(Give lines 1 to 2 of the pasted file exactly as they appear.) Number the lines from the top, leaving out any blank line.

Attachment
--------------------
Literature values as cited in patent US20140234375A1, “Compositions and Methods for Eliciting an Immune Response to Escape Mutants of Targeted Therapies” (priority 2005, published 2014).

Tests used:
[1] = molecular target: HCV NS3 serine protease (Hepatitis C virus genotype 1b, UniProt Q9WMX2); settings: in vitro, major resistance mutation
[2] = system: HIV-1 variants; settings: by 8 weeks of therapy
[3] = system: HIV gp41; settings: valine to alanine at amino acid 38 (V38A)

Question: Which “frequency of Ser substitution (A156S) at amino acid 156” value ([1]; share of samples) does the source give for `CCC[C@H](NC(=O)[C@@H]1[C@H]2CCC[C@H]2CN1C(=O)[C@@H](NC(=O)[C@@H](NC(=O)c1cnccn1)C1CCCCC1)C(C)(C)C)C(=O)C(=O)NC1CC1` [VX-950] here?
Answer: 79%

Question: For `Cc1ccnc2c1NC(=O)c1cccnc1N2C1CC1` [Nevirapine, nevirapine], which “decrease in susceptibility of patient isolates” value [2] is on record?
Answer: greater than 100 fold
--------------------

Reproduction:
Literature values as cited in patent US20140234375A1, “Compositions and Methods for Eliciting an Immune Response to Escape Mutants of Targeted Therapies” (priority 2005, published 2014).

Tests used: